Hmmm…

I was fortunate to have one of my pieces on a program recently that drew a
fairly large audience.  Afterwards, friends and students came up to congratulate
me, and I was feeling satisfied with the evening as I left the theater.  Then, I
heard it, that phrase no one in the arts is happy to hear:  “I didn’t like it,
did you?”…(I get that a lot)…

It was an older couple walking in front of me.  Tamping down my
knee-jerk reaction of “well, then you don’t understand new music,” I thought
instead about the phrase at the end of that sentence:  “did you?”  The person
I’d overheard was inviting conversation.  He was saying that the piece hadn’t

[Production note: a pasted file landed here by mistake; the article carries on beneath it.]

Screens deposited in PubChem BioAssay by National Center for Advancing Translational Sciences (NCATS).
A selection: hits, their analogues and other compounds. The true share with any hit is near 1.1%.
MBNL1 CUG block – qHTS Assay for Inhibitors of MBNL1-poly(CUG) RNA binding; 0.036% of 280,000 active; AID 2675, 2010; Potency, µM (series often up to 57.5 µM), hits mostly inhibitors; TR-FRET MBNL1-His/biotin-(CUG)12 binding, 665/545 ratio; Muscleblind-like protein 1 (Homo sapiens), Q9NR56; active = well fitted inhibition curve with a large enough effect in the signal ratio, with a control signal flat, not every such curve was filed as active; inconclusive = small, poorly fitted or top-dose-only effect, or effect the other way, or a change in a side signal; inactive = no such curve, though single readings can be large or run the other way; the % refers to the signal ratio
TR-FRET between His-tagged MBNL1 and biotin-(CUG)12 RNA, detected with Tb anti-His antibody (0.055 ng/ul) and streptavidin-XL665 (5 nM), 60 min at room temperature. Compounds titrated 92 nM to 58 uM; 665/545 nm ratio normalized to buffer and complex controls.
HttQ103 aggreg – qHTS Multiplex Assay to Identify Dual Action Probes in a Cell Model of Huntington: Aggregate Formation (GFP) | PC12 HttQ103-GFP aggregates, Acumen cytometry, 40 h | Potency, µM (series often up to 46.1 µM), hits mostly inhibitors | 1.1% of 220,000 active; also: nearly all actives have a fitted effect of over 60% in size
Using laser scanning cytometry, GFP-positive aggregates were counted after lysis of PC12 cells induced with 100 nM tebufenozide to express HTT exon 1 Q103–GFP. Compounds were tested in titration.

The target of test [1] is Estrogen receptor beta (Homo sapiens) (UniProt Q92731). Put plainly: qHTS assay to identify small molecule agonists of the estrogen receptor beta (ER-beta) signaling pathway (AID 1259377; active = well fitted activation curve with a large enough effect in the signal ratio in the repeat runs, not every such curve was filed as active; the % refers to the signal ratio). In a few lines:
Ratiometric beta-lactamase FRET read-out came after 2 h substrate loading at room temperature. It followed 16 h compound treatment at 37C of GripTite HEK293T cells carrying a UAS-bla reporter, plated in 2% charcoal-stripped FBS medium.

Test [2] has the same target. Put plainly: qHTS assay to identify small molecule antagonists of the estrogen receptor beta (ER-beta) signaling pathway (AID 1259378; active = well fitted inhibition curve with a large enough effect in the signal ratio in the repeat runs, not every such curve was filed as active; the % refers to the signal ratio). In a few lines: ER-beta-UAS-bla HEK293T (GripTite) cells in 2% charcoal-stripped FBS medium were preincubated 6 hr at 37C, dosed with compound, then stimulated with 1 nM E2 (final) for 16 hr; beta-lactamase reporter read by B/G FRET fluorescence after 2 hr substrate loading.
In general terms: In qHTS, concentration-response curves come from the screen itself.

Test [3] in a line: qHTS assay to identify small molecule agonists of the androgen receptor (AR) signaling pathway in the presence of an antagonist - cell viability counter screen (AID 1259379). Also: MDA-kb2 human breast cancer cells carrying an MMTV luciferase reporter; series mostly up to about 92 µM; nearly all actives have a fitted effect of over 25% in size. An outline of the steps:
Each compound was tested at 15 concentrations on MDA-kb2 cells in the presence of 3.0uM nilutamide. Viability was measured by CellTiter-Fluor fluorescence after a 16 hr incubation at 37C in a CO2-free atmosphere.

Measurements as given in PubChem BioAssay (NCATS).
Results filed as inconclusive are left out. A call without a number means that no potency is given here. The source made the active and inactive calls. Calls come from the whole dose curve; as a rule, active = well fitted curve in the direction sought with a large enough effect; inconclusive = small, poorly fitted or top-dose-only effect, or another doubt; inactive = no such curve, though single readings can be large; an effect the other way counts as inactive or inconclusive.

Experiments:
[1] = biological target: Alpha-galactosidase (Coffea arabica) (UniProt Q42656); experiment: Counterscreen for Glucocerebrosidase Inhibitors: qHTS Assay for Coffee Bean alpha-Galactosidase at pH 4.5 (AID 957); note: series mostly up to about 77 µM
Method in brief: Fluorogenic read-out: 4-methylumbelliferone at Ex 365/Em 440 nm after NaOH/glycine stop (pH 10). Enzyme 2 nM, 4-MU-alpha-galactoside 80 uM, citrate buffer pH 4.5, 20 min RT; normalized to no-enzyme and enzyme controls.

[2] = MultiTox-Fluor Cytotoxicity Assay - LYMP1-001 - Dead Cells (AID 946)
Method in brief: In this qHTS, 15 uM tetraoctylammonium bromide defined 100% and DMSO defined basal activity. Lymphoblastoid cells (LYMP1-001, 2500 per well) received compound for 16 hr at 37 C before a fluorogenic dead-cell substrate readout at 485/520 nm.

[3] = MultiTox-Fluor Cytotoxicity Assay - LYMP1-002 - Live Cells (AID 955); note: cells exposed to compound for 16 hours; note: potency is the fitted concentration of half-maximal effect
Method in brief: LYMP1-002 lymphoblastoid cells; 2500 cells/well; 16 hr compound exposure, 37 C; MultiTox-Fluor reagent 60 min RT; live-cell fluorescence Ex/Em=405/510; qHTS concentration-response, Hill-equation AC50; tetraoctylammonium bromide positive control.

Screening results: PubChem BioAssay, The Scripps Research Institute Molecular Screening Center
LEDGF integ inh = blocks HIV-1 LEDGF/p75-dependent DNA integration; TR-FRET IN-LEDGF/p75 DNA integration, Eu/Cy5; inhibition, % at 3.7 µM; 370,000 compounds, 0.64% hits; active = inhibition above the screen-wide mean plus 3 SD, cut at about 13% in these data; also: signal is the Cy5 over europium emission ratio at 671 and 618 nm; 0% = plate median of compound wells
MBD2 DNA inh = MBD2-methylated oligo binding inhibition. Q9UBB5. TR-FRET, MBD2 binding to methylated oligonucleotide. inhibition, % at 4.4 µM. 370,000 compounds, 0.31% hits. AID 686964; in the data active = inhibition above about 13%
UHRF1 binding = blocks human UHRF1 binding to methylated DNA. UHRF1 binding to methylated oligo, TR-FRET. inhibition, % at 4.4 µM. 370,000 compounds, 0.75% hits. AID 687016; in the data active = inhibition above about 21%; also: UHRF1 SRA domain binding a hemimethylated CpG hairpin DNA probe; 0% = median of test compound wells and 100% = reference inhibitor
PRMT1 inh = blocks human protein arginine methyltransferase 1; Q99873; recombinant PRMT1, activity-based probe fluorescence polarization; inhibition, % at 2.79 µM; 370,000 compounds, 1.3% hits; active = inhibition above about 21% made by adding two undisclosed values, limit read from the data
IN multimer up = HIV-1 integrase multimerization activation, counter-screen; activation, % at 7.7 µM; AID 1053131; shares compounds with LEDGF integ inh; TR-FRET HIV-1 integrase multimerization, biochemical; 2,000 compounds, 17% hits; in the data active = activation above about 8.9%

appealed to him, but he was open to another take on it.  Isn’t that really a
positive outcome?  When people talk about your work, it continues to live beyond
the performance.

I confess I didn’t wait to hear his companion’s
response.  Sometimes you have to take the positives and get to the parking
lot.

All new music, etc.

All new music is not created equal.  There are the pieces that are recognizable, pieces that are easy for audiences to digest, pieces that come with their own legends.  I was thinking about the variability the other day as I spoke to a class about John Cage’s 4’33”.  Everyone knows it…or thinks they do.   So, how do we talk about new music when what looms large in the public’s collective consciousness is a piece that, to all conventional appearances, is a piece that contained none at all?